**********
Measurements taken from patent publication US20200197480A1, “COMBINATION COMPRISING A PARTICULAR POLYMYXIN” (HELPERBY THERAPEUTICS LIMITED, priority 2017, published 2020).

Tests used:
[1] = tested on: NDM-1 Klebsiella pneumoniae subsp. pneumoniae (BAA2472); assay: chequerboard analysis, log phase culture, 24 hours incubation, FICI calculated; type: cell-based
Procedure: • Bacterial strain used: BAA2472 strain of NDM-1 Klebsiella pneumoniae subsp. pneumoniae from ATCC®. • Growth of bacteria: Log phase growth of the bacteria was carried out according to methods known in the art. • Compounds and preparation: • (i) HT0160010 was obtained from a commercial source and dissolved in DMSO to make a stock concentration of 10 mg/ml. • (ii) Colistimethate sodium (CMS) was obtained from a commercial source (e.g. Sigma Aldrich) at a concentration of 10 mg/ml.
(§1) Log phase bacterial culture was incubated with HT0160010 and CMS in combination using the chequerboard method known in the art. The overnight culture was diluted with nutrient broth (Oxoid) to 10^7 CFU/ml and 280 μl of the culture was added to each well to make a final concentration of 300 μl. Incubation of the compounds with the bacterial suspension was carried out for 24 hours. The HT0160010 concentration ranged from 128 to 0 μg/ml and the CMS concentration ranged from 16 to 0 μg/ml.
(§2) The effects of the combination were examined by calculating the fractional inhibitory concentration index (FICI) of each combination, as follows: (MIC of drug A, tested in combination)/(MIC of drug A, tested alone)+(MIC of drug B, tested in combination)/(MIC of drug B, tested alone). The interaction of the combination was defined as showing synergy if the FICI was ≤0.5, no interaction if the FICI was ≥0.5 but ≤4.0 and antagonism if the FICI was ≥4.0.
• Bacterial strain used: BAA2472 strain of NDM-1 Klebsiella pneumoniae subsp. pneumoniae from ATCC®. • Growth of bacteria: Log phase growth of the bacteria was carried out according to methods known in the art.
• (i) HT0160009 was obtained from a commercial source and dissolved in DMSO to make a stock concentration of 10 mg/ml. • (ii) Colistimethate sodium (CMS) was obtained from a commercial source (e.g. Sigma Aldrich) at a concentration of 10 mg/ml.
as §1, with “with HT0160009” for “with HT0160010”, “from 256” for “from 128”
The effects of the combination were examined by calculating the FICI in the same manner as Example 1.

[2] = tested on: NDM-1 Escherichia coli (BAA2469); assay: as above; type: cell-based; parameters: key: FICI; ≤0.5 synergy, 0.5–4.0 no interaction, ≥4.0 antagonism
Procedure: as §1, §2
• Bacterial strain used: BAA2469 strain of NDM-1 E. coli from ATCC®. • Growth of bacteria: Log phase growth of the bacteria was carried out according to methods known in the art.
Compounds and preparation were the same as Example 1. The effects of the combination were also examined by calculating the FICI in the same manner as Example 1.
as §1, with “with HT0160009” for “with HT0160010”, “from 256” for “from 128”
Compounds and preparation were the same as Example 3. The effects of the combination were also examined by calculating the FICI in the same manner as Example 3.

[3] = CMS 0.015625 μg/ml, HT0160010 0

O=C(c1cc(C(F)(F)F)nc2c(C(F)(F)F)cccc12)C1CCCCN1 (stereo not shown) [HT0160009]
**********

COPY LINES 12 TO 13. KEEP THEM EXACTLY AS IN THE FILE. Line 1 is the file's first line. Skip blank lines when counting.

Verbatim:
Procedure: as §1, §2
• Bacterial strain used: BAA2469 strain of NDM-1 E. coli from ATCC®. • Growth of bacteria: Log phase growth of the bacteria was carried out according to methods known in the art.